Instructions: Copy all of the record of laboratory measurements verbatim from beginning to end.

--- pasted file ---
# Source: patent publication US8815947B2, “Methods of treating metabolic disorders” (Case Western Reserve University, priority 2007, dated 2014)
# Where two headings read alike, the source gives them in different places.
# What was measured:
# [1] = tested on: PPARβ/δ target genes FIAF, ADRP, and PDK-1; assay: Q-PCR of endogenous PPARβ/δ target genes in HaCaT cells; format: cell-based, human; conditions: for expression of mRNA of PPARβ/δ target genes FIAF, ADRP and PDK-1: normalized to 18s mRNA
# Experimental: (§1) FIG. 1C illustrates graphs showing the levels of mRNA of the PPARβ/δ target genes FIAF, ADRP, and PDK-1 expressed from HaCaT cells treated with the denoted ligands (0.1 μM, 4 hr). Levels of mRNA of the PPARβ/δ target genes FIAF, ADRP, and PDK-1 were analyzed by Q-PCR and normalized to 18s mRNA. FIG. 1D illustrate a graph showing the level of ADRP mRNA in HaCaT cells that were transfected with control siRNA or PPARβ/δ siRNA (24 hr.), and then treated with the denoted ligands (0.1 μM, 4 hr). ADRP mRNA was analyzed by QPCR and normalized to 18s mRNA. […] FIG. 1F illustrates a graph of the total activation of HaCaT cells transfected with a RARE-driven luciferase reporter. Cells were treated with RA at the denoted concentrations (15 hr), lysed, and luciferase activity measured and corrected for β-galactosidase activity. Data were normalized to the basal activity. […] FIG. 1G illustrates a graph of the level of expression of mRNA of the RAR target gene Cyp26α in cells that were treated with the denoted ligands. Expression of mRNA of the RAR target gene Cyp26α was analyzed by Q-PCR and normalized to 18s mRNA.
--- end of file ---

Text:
# Source: patent publication US8815947B2, “Methods of treating metabolic disorders” (Case Western Reserve University, priority 2007, dated 2014)
# Where two headings read alike, the source gives them in different places.
# What was measured:
# [1] = tested on: PPARβ/δ target genes FIAF, ADRP, and PDK-1; assay: Q-PCR of endogenous PPARβ/δ target genes in HaCaT cells; format: cell-based, human; conditions: for expression of mRNA of PPARβ/δ target genes FIAF, ADRP and PDK-1: normalized to 18s mRNA
# Experimental: (§1) FIG. 1C illustrates graphs showing the levels of mRNA of the PPARβ/δ target genes FIAF, ADRP, and PDK-1 expressed from HaCaT cells treated with the denoted ligands (0.1 μM, 4 hr). Levels of mRNA of the PPARβ/δ target genes FIAF, ADRP, and PDK-1 were analyzed by Q-PCR and normalized to 18s mRNA. FIG. 1D illustrate a graph showing the level of ADRP mRNA in HaCaT cells that were transfected with control siRNA or PPARβ/δ siRNA (24 hr.), and then treated with the denoted ligands (0.1 μM, 4 hr). ADRP mRNA was analyzed by QPCR and normalized to 18s mRNA. […] FIG. 1F illustrates a graph of the total activation of HaCaT cells transfected with a RARE-driven luciferase reporter. Cells were treated with RA at the denoted concentrations (15 hr), lysed, and luciferase activity measured and corrected for β-galactosidase activity. Data were normalized to the basal activity. […] FIG. 1G illustrates a graph of the level of expression of mRNA of the RAR target gene Cyp26α in cells that were treated with the denoted ligands. Expression of mRNA of the RAR target gene Cyp26α was analyzed by Q-PCR and normalized to 18s mRNA.